U.S. Markets closed

Justin Gaethje, coming off first career loss, shooting for quick win vs. Dustin Poirier

Kevin Iole
Combat columnist
Justin Gaethje looks on during his fight with Eddie Alvarez during UFC 218 at Little Caesars Arena on Dec. 2, 2017, in Detroit. (Getty Images)

If you have seen Justin Gaethje fight once, you will never forget him.

Ever.

The UFC lightweight is like no one else you’ve ever seen fight. His matches are a cacophony of violence, punches, kicks, knees and elbows delivered at a pace that would make Usain Bolt winded.

NBA Hall of Famer Dominique Wilkins was nicknamed “The Human Highlight Film,” and it’s a name that is appropriate for Gaethje whenever he has gloves on his hands.

It’s fast, it’s savage, it’s scary and it’s, oh, so fun.

He fights Dustin Poirier on Saturday in Glendale, Arizona, in the main event of UFC Fight Night on Fox. It’s one of those fights, given the styles of both men, that fans may be speaking of reverentially years from now: “Yeah, that was great, but I remember this fight back in ’18 between Gaethje and Poirier that was so good it’s impossible to forget.”

Here’s a secret, though: Gaethje doesn’t enter the cage looking to do that, or even to win Fight of the Night.

“I don’t consciously go out there thinking that I want to put on an exciting fight, but it’s the result of what happens,” Gaethje told Yahoo Sports. “My mission is to get out there and break this dude as fast and as violently as possible.

“That’s why I am not trying to win Fight of the Night. I want to get Performance of the Night. That’s what I am shooting for, to get in there and get that quick win. If my opponent hangs in there and it goes a while, then great, I’m all for getting Fight of the Night and getting a double bonus. But I’m looking to get in there and inflict as much damage as quickly as I can to break him and then get out of there with my hand raised.”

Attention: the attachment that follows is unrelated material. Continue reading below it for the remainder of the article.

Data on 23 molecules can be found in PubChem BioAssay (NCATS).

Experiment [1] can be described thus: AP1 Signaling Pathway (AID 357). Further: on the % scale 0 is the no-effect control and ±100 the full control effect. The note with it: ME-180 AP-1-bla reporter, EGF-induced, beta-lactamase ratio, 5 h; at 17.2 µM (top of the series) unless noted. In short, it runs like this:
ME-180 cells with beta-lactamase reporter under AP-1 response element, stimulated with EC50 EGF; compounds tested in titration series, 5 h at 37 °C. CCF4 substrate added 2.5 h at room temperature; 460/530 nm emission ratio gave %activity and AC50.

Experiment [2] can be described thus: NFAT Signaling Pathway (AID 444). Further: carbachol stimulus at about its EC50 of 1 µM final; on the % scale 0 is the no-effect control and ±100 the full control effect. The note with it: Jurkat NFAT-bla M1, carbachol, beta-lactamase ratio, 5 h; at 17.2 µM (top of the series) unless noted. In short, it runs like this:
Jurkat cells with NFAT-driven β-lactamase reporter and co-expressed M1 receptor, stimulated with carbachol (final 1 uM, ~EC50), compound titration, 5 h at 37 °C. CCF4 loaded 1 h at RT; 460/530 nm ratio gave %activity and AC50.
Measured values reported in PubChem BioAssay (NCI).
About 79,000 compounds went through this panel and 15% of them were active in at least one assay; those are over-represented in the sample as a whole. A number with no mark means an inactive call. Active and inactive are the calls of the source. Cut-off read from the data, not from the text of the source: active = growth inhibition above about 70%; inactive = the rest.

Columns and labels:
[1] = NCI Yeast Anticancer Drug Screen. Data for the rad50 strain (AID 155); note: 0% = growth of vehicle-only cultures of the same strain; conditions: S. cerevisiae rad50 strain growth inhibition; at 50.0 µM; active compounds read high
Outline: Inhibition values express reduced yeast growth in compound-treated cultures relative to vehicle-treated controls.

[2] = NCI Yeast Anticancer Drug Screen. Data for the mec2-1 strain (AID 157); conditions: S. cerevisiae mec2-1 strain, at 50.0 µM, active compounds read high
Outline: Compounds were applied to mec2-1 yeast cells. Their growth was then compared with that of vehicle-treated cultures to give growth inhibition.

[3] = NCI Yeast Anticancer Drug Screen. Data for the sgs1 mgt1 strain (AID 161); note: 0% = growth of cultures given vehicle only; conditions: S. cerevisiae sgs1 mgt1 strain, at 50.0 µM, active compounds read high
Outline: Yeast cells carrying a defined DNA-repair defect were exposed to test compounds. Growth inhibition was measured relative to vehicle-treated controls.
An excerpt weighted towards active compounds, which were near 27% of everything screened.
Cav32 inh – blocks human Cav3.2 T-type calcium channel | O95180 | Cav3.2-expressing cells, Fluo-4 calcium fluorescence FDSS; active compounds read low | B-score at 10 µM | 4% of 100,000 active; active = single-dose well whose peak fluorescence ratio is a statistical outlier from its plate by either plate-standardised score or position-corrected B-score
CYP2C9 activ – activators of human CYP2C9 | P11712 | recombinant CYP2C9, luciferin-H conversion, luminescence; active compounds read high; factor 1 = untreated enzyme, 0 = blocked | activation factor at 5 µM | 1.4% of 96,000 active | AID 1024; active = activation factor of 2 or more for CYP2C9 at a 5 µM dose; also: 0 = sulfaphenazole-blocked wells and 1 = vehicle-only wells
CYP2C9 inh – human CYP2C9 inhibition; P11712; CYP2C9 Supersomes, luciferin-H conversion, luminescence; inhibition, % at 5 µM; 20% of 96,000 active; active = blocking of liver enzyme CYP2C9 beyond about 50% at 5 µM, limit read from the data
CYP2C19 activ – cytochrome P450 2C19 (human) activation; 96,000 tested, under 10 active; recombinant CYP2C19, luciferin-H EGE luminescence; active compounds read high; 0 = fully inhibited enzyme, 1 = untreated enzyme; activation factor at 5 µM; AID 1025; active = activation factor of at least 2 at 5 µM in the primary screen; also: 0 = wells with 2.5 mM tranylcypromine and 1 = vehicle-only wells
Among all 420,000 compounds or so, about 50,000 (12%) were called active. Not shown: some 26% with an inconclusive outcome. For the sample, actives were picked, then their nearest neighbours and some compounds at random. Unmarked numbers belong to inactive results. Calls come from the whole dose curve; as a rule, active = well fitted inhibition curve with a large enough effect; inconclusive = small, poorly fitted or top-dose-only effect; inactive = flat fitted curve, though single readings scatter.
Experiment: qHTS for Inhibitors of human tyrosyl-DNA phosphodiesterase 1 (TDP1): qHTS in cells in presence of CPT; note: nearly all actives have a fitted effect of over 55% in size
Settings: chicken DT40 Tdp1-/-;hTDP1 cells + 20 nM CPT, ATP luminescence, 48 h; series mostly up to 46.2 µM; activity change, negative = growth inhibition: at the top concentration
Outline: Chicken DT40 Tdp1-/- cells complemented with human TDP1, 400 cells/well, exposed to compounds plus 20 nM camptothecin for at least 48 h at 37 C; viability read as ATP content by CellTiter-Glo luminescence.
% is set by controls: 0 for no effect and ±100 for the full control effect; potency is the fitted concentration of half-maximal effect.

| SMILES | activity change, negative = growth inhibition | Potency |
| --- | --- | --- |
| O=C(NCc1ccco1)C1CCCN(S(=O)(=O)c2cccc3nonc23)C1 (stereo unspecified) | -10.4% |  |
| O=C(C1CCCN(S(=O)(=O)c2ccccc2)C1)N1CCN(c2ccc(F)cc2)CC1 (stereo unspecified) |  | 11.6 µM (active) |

Gaethje is coming off the first loss of his career, after 18 consecutive wins, in an amazing fight with Eddie Alvarez at UFC 218 in Detroit.

It was an incredible back-and-forth fight before Alvarez finished it in the third round after inflicting a tremendous amount of damage.

It was exactly the kind of fight that is rough on family and loved ones. It’s difficult to imagine how a parent, or a spouse, or a sibling can sit there and watch someone absorb the kind of punishment that Gaethje took in that fight, and that he often takes given his style. But his parents are pros at this. They’ve seen him go through it before, so they’re more relaxed than most.

“I think my attitude and my mindset kind of comforts them, especially after something like that,” Gaethje said of his parents. “I think they were really worried when I was at the hospital, when they hadn’t seen me at all. But when I got back and they got to give me a hug, it was over.

“It was just on to the next one. My Mom’s been watching me so long. It’s her fault. Her and my dad, they put me in wrestling at 4 years old. They’d travel to Phoenix or Tucson, two- or three-hour drives every weekend, to see me compete. They’ve seen me lose. They’ve seen me get concussions in wrestling. It’s nothing new to them, so they can deal with it better than most, I think.”

A win on Saturday would be huge for Gaethje, who at No. 6 is ranked a spot behind Poirier in the UFC’s lightweight division.

A victory opens the door for a series of major fights. Only Conor McGregor, Tony Ferguson, Alvarez and Edson Barboza are ranked ahead of Poirier and Gaethje at lightweight.

For Gaethje, there is a lot at stake, but his mindset and approach won’t change.

“I think I’ve learned from that [Alvarez] fight, and there were a lot of lessons for me to be in that one,” he said. “I got too comfortable and it cost me. I’m not going to change who I am, but I will be a better version of me because of that experience.”

More MMA coverage from Yahoo Sports:
Kevin Iole: Rousey sheds dark UFC past with stirring WWE debut
Kevin Iole: Why the UFC can’t deny Mayweather
UFC 223 delivers after wildest week in promotion’s history
Dan Wetzel: No, McGregor’s melee wasn’t staged. Yes, the UFC will capitalize on it